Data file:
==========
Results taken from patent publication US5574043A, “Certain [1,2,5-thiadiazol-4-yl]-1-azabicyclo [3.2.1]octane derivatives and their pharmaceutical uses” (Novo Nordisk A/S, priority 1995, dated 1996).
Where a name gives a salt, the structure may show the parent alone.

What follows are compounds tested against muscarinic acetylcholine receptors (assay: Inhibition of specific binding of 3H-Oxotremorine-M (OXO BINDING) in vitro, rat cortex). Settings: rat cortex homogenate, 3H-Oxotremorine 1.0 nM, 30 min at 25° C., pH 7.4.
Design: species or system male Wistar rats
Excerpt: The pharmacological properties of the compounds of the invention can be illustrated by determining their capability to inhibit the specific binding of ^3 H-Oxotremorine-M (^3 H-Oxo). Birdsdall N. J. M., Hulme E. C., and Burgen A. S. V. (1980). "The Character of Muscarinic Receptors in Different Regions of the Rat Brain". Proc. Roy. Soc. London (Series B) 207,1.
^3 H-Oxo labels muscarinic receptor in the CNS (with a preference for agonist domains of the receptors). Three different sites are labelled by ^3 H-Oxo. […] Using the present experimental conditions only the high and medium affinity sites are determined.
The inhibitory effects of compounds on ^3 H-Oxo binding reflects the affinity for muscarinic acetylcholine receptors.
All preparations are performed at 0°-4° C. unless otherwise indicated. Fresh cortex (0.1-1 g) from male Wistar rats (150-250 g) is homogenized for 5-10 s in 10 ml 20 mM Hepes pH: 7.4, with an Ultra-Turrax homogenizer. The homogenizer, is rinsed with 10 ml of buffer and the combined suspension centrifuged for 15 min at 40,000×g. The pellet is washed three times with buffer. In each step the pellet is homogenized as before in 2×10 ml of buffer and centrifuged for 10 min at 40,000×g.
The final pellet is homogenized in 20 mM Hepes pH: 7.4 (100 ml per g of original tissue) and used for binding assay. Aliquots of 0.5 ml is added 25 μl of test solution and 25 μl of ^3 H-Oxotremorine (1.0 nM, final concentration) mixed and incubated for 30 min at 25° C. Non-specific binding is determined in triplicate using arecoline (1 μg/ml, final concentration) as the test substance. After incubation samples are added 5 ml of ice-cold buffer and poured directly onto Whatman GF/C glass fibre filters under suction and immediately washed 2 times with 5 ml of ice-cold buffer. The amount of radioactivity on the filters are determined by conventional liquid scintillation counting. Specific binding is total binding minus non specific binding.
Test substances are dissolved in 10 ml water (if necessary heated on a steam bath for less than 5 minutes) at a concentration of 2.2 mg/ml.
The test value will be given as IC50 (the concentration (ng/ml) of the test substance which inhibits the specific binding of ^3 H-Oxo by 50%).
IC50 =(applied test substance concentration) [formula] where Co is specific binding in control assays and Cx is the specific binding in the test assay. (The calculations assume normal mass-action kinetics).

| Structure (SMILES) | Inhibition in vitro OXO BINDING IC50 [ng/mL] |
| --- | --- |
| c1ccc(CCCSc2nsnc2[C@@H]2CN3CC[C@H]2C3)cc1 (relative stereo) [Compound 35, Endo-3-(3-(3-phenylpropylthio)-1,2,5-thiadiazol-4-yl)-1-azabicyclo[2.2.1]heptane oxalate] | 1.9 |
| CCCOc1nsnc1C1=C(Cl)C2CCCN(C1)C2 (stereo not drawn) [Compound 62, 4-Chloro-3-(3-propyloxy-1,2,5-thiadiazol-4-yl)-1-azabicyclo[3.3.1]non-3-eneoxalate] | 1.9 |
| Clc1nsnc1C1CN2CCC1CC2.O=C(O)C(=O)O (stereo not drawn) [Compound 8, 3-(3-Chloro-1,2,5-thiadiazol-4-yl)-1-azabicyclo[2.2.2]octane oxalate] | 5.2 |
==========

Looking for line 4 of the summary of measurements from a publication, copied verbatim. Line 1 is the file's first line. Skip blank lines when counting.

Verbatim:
Design: species or system male Wistar rats